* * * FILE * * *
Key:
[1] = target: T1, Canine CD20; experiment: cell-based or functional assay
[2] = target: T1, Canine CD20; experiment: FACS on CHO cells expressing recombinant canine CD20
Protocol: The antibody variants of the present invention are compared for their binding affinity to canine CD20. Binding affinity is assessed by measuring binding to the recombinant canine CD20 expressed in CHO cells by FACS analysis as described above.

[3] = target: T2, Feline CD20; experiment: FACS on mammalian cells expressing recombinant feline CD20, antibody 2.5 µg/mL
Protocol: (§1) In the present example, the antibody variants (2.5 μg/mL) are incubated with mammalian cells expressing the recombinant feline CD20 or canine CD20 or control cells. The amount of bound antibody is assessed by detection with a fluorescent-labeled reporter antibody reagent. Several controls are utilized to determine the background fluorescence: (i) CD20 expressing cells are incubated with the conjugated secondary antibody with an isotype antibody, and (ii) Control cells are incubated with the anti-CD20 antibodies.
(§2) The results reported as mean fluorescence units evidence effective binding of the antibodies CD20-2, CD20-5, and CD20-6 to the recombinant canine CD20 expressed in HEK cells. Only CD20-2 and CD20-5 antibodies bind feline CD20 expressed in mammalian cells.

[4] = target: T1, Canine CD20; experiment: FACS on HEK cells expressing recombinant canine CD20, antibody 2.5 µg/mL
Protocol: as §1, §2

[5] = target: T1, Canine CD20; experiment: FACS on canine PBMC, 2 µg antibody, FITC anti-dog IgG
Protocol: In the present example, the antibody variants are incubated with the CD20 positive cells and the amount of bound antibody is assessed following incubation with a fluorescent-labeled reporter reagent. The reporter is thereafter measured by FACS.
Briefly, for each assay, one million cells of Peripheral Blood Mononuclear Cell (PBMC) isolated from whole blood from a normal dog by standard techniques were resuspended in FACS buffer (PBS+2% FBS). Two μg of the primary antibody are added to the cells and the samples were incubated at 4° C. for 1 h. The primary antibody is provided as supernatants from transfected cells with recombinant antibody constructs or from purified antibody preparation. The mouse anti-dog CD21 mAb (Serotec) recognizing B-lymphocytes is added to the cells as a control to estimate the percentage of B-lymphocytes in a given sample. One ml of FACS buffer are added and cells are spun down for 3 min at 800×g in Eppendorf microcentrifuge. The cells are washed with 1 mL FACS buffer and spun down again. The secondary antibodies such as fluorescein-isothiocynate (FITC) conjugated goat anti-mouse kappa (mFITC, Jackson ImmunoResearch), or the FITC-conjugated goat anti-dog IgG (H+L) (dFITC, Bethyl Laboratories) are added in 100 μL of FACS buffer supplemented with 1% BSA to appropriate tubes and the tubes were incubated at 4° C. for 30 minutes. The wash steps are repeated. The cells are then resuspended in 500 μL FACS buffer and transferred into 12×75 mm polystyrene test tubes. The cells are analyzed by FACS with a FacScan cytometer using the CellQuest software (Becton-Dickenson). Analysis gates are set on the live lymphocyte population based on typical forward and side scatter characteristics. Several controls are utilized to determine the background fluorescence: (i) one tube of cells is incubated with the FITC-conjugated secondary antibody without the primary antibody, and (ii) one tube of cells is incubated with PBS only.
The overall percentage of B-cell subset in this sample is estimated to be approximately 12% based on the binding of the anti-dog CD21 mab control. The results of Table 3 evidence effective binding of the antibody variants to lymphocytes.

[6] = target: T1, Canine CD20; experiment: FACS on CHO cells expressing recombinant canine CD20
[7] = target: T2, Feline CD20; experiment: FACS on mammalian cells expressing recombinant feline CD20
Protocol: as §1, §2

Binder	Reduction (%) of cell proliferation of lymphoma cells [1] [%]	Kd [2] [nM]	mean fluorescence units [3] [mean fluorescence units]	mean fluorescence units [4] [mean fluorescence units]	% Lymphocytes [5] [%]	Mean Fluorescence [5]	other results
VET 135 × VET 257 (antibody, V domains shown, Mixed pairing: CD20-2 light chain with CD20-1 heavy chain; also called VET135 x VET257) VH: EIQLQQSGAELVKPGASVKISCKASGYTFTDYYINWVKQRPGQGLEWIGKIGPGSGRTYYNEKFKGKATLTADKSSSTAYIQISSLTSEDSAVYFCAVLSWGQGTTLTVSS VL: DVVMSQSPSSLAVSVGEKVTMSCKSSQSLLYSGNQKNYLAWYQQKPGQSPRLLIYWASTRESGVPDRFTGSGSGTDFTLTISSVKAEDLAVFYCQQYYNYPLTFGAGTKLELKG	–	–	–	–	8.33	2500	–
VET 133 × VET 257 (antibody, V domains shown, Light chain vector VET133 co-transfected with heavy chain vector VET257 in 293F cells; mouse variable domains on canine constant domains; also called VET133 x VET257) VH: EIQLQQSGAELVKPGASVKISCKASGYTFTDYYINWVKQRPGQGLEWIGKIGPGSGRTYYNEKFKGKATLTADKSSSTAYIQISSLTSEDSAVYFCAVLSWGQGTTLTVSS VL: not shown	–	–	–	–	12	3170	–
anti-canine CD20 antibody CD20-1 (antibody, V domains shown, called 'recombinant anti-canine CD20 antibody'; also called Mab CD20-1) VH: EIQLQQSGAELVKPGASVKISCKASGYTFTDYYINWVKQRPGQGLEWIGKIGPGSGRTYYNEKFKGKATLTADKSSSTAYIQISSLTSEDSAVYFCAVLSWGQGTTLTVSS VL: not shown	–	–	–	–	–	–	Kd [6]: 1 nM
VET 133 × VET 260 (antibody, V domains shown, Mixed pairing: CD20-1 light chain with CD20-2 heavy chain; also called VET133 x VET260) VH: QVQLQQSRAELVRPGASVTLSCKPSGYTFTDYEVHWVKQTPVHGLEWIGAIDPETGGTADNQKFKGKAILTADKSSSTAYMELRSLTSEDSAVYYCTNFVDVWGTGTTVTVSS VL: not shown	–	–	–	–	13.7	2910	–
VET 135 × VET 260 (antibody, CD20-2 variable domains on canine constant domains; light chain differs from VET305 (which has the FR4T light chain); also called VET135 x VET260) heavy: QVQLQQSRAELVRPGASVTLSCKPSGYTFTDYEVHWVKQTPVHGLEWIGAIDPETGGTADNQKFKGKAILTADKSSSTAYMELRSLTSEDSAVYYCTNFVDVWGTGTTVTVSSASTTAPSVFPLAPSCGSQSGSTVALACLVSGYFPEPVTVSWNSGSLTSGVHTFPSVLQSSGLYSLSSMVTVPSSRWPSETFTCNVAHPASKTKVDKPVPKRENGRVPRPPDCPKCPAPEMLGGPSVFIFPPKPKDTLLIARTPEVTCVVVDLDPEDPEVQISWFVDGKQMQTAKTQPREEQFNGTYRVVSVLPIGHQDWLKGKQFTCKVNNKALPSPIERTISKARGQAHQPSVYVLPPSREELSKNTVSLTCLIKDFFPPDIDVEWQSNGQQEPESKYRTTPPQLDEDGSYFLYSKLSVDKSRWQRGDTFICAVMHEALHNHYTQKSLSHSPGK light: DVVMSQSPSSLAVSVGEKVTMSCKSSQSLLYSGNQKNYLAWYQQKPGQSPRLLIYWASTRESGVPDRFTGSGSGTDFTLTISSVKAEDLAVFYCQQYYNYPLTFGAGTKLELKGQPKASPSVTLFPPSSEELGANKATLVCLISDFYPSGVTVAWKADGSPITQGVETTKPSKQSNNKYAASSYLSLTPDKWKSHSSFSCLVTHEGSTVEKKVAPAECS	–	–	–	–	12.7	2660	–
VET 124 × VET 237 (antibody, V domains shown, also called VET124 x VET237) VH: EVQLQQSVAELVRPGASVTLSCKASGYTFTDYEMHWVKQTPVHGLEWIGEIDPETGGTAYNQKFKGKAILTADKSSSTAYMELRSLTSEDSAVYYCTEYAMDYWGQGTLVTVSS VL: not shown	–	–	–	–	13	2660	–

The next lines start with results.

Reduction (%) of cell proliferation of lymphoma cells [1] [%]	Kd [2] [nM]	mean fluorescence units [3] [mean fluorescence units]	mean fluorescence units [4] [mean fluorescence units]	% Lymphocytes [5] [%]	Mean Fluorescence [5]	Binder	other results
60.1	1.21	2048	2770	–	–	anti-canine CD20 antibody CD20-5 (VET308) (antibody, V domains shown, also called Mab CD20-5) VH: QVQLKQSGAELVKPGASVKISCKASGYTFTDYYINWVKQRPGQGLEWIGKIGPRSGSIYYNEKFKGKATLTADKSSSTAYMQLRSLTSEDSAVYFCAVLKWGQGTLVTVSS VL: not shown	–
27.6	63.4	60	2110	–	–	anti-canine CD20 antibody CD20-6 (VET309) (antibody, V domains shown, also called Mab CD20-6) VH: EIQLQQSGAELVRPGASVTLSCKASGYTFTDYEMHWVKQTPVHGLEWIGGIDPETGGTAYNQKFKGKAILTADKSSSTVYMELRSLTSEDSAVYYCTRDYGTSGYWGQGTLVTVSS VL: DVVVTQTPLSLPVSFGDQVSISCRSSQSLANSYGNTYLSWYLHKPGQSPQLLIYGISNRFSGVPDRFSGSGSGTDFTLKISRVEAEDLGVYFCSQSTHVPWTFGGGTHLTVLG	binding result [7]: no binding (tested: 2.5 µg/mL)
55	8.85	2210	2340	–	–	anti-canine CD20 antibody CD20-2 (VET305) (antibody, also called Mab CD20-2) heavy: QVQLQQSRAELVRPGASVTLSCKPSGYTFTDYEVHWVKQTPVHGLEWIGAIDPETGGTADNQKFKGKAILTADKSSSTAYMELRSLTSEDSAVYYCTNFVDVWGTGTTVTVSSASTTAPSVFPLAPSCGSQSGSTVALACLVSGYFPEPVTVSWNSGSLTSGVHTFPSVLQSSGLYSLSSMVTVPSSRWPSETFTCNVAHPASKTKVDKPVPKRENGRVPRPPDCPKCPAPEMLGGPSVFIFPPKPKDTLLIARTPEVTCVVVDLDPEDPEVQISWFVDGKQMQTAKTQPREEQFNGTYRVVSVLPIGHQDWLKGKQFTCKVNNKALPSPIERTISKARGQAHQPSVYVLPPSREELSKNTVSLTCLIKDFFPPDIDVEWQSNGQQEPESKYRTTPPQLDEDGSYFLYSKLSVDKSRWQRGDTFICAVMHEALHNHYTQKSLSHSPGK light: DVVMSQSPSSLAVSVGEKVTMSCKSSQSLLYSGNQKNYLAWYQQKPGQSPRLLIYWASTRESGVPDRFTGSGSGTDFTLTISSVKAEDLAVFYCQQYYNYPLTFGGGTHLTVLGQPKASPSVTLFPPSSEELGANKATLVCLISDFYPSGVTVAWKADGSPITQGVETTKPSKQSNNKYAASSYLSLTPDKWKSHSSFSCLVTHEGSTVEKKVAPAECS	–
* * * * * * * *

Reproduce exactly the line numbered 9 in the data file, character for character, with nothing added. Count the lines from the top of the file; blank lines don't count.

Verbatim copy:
Protocol: as §1, §2